Bagpipes, kilts and tartans, stick dancing and Celtic music. You’re probably thinking Scotland or Wales at this point, right? Well, think Portugal instead. In the northeastern corner of Portugal"”known as the “land beyond the mountains”"” a Celtic history dating back to 2000 B.C. or more survives in the people and culture today.

Most countries of western and central Europe had some temporary brush with the many Celtic tribes, but in northern Portugal’s Trás-os-Montes region, the Celtic influence remained strong because of its isolation"”bordered by mountains and rivers on all sides. Prehistoric humans probably moved from the Iberian Peninsula, which includes modern-day Portugal, northward to the British Isles. Recent genetic evidence shows the people of northern Portugal and the British Isles are closely linked. Today, while “true” Celtic regions are defined as Ireland, Scotland, England, Wales, Brittany, Cornwall and the Isle of Man–regions where a distinct separate language can be identified–the Trás -os-Montes region of Portugal has, in fact, retained its own language.

In Miranda do Douro, a monumental town perched on the Douro River, festivals are staged to showcase traditional bagpipers who play instruments called “gaita-de-foles transmontana”. The pipers might be accompanying singers who have mastered the unique scale of the Celtic musical tradition, whose songs may be in the Mirandês language, now recognized along with Portuguese as an official language for this region. Travelers may be somewhat familiar with the type of stick dancing performed in the Trás-os-Montes region, called Dança dos Pauliteiros. This dance probably has Celtic origins related to fertility rites. It is reminiscent of the English Morris Dance, with male dancers dressed in white linen kilts, black waistcoats, and bright scarves, dancing while clacking short, wooden sticks. The town of Duas Igrejas is known for its stick dancing festival each August. And, Miranda do Douro even holds international stick dancing competitions.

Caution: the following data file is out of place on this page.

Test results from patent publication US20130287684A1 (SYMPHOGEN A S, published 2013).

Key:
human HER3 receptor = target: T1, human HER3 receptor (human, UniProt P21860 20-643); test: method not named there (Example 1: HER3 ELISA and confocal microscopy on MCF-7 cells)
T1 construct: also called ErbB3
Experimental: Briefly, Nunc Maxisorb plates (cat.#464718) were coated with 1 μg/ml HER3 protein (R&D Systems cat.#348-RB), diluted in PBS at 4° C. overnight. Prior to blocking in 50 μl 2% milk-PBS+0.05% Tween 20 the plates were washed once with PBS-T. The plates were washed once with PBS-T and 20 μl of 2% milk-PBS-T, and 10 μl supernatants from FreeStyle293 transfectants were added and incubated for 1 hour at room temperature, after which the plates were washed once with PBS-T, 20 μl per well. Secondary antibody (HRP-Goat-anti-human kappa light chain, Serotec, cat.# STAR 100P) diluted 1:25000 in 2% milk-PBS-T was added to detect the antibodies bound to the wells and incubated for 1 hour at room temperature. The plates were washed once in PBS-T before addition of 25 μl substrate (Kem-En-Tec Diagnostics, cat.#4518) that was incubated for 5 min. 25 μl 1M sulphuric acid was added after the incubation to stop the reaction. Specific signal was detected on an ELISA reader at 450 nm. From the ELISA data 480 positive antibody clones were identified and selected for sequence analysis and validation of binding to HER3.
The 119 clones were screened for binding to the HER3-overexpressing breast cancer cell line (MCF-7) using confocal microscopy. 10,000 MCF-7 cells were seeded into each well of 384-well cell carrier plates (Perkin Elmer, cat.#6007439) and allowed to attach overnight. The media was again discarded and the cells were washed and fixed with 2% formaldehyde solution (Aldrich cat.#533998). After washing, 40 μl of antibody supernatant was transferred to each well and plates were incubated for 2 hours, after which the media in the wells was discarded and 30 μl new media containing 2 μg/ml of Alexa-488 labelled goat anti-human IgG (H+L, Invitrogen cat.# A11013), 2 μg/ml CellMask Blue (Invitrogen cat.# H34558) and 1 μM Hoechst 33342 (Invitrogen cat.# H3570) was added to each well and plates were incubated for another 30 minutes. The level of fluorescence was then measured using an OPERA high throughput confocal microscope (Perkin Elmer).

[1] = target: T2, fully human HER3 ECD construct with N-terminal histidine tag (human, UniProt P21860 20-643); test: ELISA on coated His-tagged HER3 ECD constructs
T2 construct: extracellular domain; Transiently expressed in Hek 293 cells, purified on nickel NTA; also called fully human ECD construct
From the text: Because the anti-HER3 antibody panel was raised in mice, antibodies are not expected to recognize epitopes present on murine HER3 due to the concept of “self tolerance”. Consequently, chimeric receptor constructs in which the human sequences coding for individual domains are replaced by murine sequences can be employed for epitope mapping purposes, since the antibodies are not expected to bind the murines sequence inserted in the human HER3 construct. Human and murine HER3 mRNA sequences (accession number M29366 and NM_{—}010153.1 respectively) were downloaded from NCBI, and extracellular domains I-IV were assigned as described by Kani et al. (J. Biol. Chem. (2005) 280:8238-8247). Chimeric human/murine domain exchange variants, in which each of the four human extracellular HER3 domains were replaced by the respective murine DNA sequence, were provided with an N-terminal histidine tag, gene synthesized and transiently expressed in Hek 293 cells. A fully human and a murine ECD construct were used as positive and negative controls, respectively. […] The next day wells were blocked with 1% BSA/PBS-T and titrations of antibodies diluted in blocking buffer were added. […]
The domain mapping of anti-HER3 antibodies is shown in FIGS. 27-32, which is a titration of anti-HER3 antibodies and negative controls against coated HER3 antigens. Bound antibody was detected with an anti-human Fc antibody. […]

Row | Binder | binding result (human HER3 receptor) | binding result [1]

Dotted with tiny, medieval towns, the countryside of the Trás -os-Montes region is wild and marked by the Montesinho Natural Park, home to the wild boar and other wildlife. The wild boar was worshiped by the ancient inhabitants of these wild lands, and they still thrive in the numerous valleys that dot the mountainscapes. Ancient granite pig statues are found in many towns, including the main city of the region, Bragança. Set inside the ancient castle, the pig stand not far from the oldest town hall in the nation, dating to the 12th century, where the council of good men met to decide the affairs of the city.

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